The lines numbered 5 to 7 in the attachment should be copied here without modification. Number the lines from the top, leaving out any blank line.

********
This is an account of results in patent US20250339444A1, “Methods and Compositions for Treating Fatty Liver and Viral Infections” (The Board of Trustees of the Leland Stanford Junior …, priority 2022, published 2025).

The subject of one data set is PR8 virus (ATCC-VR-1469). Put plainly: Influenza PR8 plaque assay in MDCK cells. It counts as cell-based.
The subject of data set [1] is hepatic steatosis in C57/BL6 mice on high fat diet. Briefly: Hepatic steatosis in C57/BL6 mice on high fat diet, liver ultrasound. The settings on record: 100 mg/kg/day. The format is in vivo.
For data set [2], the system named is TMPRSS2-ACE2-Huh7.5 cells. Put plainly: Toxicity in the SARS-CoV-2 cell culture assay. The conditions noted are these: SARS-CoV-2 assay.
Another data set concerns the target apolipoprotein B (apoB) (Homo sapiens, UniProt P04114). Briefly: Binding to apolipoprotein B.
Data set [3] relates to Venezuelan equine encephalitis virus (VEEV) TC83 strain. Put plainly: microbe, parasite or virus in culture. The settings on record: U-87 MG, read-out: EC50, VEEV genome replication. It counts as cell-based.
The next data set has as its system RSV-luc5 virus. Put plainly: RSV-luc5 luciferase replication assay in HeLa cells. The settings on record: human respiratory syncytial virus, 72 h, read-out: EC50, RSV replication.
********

Another data set concerns the target apolipoprotein B (apoB) (Homo sapiens, UniProt P04114). Briefly: Binding to apolipoprotein B.
Data set [3] relates to Venezuelan equine encephalitis virus (VEEV) TC83 strain. Put plainly: microbe, parasite or virus in culture. The settings on record: U-87 MG, read-out: EC50, VEEV genome replication. It counts as cell-based.
The next data set has as its system RSV-luc5 virus. Put plainly: RSV-luc5 luciferase replication assay in HeLa cells. The settings on record: human respiratory syncytial virus, 72 h, read-out: EC50, RSV replication.